First of all, both marathons will be held in the winter season. Needless to say, the temperature will be very conducive to runners who favour the more temperate climate. HK will naturally be a bit warmer in the range of 15-20 degrees Celsius whereas Tokyo will be cooler and dryer in the region of 10-15 degrees.  This is only an estimate. It could well be colder in Japan during that time of the year. (It was 0-2 degrees this year!). And as for HK, runners may expect warmer climate since they will be having it at the end of Feb 2013 compared to 5th Feb this year.The humidity is also of relevance especially if the temperature soars to the 20s.

Logistics? Flight and accommodation is variable. It all demands on how well you budget your travel. You could opt for cheaper hotels like the Capsule hotel in Tokyo and still be able to save a bundle. As for flights, AA offers a fairly good rate as long as you don't mind the air-"BUS" experience. Most runners do not mind "roughing it out". So cheaper flights and accommodation are usually booked well in advance. Sometimes even before registering for the event!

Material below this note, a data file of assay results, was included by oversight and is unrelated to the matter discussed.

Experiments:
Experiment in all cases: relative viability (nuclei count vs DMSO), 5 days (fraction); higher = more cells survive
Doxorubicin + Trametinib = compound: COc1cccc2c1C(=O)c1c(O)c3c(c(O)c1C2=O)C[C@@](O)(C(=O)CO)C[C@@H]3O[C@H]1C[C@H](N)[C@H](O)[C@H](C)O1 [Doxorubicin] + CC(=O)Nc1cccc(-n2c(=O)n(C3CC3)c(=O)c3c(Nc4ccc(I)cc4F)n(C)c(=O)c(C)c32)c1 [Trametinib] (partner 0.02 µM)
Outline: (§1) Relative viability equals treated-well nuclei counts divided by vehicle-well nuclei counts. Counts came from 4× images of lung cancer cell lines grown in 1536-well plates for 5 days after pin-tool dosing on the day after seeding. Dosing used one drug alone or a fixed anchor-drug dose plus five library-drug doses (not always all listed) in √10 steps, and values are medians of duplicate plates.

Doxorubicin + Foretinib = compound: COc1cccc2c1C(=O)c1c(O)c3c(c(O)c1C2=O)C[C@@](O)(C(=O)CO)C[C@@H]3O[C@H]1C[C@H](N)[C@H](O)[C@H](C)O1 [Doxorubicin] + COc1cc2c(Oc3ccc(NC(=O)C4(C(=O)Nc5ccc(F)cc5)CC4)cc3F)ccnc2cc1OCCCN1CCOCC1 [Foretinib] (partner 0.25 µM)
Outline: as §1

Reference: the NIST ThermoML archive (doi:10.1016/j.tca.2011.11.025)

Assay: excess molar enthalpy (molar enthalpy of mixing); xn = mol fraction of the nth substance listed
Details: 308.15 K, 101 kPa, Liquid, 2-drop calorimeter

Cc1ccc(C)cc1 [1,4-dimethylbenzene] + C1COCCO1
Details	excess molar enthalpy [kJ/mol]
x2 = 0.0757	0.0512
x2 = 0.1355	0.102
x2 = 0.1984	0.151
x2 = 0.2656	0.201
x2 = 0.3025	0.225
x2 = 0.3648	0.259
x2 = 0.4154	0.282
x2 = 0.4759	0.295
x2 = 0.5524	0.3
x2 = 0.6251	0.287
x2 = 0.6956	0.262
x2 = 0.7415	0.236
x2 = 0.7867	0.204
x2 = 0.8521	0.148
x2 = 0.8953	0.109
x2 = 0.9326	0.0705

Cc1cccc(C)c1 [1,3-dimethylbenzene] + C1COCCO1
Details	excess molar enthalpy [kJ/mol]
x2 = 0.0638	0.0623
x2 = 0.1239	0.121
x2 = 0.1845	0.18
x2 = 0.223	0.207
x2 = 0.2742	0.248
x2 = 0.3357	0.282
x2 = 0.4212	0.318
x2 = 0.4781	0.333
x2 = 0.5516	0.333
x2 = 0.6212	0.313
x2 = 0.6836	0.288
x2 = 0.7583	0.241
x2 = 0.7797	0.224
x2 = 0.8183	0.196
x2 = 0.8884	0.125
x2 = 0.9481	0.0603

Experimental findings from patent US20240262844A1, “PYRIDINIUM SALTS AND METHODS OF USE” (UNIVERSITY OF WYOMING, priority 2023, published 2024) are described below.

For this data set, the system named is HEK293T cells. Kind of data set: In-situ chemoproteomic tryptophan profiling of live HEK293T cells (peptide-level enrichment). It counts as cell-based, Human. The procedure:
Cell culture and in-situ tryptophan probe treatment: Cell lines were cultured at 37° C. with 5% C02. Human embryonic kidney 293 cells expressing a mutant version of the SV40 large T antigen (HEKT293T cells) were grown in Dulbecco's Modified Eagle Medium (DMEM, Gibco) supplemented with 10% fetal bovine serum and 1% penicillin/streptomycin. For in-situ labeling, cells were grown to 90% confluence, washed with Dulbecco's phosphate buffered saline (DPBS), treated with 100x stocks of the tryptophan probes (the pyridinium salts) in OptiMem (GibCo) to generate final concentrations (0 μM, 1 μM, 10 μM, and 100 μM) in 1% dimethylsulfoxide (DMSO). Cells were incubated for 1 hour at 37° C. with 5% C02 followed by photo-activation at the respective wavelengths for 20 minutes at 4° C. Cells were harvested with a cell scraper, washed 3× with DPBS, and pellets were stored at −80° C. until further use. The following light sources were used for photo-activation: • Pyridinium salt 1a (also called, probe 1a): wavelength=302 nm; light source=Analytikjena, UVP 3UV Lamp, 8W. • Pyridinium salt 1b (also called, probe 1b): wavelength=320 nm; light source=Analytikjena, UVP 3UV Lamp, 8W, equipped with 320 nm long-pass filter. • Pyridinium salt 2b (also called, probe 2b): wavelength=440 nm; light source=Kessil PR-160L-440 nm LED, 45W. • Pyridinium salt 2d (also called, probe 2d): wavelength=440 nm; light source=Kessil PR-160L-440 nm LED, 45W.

But overall, HK is a lot closer to Malaysia and by far the "cheaper" place to be. But hotel prices can be astronomical. I stayed in YMCA this year and the rate was almost 400 ringgit per night. It's a perpetually "Peak season" there. However some friends managed to book budget hotels at half that price (twin sharing). Besides, the Japanese Yen is strong at the moment and that could certainly bore a hole in your wallet if you were to decide on Tokyo.